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General Data Protection Regulation

Here you can find the official content of the Regulation (EU) 2016/679 (General Data Protection Regulation) in the current version. All Articles of the GDPR are linked with suitable recitals.

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What does the GDPR mean for your business?

What does the GDPR mean for your business

We can say that the process of implementation of the General Data Protection Regulation (GDPR) principles is an ongoing thing.

For an inconversant bystander, it may look like nothing much changed after 25 May 2018. However, there are slight improvements that are pointing to the course of the process.

Most notably, in general awareness of the compliance challenges, knowledge about good and bad practices, and on a larger scale, the fact that different countries across the globe realized the urgency of passing laws similar to the GDPR.

Read the blog: 5 things you need to know about Data Privacy

This means that supervisory authorities are getting stricter with fines, and the public generally gets a better feel about their rights and how to exercise them.

For businesses, you will have to deal with more knowledgeable customers and implement several data privacy and security measures. Privacy is a new strategic vision of any company that wishes to keep its customers.

100 Data Privacy and Data Security statistics for 2020

Data protection principles

Personal data must be processed lawfully and collected only for specific, explicit purposes. Collected data have to be minimized, accurate, and kept up to date.

It needs to be processed to ensure appropriate security and protection against unauthorized or unlawful processing, accidental loss, and destruction or damage using appropriate technical or organizational measures.

Six principles for processing of personal data

1. Lawfulness, fairness, and transparency

The GDPR states that you must inform an individual of any personal data processing in a timely and understandable way, using easily understandable language.

There is a mandatory list of information that needs to be disclosed to an individual before the processing of his personal data.

2. Purpose limitation

You must only collect personal data for a specific, explicit, and legitimate purpose. You must clearly state the purpose of collecting and collecting data only for the time necessary to complete the purpose.

3. Data minimization

You must ensure that the personal data you process is adequate, relevant, and limited to what is necessary for your processing purpose.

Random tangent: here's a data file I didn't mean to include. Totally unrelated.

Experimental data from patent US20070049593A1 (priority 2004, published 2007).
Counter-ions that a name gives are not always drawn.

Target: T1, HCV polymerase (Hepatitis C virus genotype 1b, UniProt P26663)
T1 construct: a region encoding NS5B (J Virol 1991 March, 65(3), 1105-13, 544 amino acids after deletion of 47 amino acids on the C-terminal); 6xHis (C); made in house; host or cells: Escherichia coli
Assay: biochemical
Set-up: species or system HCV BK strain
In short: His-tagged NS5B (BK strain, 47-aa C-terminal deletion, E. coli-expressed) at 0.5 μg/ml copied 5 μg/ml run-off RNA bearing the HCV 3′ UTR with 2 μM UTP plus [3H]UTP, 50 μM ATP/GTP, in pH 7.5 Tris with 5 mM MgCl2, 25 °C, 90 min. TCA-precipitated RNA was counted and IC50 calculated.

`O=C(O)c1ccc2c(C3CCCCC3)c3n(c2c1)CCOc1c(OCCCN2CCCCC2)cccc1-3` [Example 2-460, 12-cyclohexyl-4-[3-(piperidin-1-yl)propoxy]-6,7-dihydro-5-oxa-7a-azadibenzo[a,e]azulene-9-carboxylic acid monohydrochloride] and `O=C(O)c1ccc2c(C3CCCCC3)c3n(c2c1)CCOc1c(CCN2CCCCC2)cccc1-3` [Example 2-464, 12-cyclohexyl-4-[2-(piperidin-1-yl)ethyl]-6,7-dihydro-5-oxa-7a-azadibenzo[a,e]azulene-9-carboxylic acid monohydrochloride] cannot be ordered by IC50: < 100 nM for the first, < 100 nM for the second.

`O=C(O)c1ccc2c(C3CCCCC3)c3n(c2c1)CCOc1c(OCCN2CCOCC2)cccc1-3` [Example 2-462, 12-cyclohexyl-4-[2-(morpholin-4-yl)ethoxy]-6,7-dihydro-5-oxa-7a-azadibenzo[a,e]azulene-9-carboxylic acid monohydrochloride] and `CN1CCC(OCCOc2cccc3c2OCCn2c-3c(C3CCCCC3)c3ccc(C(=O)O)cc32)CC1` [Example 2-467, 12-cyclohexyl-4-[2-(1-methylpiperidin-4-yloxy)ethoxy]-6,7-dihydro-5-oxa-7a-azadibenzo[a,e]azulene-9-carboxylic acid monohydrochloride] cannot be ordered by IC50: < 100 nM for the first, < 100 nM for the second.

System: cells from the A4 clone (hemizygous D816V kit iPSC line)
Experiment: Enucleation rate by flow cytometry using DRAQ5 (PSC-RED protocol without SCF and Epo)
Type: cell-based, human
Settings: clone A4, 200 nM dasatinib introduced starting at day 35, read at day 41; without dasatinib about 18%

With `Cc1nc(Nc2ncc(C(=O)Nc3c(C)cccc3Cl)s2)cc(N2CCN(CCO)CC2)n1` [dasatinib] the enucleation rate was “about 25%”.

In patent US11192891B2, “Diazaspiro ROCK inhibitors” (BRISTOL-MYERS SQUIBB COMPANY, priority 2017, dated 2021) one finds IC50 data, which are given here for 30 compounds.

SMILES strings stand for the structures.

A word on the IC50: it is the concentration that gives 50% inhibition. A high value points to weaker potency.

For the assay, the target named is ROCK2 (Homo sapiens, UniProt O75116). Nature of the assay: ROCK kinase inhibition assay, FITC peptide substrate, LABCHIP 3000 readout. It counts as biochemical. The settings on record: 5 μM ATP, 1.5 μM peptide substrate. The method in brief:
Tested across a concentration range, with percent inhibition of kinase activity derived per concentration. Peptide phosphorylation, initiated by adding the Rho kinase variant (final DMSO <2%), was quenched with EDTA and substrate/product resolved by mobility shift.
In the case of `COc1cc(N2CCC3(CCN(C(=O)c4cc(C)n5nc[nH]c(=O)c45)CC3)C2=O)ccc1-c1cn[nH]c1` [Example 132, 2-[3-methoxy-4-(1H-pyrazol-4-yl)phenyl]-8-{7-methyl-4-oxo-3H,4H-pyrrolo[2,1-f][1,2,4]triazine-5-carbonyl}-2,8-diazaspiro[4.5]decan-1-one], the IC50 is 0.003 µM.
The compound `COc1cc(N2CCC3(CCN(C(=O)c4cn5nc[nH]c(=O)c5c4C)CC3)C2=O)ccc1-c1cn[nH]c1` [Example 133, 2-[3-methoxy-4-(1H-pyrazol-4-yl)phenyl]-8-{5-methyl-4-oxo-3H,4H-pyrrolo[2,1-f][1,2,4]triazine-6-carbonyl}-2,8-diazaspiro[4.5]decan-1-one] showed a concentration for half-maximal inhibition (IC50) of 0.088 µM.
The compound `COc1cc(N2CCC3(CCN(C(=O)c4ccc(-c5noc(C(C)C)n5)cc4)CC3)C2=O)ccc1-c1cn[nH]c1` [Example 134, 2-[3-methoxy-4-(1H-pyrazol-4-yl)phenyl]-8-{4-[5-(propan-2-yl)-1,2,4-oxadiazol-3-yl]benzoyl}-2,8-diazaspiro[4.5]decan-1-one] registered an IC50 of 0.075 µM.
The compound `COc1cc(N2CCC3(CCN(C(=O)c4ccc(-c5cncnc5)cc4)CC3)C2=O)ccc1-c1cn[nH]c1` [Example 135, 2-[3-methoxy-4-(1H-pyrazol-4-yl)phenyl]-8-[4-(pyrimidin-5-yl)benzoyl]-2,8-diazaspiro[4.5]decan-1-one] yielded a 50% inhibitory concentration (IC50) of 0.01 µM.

Put the data minimization principle in practice on your data collection points and make sure the data subject is notified of who collects data, how is his/her personal data used, how long will you keep the data, and whether any third parties are included in the processing.

5. Accuracy

You must take every reasonable step to update or remove inaccurate or incomplete data. Individuals have the right to request that you erase or rectify erroneous data related to them, and you must do so within a month.

6. Storage limitation

You must delete personal data when you no longer need it. The time scales, in most cases, aren’t set. They will depend on your business’ circumstances and why you collect this data.

We strongly recommend you download our eBook that explains in detail how to orchestrate a GDPR-compliant data removal and how to create data retention policies.

7. Integrity and confidentiality

You must keep personal data safe and protected against unauthorized or unlawful processing and accidental loss, destruction, or damage, using appropriate technical or organizational measures.

8. Accountability

The General Data Protection Regulation integrates accountability as a principle that requires that organizations implement appropriate technical and organizational measures and demonstrate compliance with the supervisory authority.

Accountability principle requires you to demonstrate compliance with the GDPR and explicitly states that this is your obligation. You are expected to provide comprehensive but appropriate measures. Measures that minimize the risk of misuse and protect personal information.

These measures can include:

  • Keeping appropriate documentation on what personal data is processed, by whom, and for how long
  • Keeping compliant Records of processing activities
  • Introducing internal procedures for the GDPR processes
  • Appointing a Data Protection Officer or documenting internal analysis of whether you need to appoint a DPO or not, so you can demonstrate that all relevant factors were taken into account
  • Introducing appropriate IT measures and systems for processing, managing, and protecting personal data

Data Breach

A critical concern that warrants attention is the risk of a data breach, an ever-present threat that can affect companies of varying sizes, whether they are large enterprises or smaller organizations.

A data breach is a security incident in which information is accessed without authorization or unintentional information disclosure. A personal data breach can be:

  • Access by an unauthorized 3rd party
  • Changing the data without permission
  • Action or inaction by controller or processor –  deliberate or accidental
  • Sending data to the wrong recipient, etc.

In case of a data breach, the company will have to notify the supervisory authority and the affected individuals within 72 hours of the breach’s occurrence.

Such a scenario might result in GDPR fines of up to 20 million EUR or 4% of their annual turnover, which the company would suffer.

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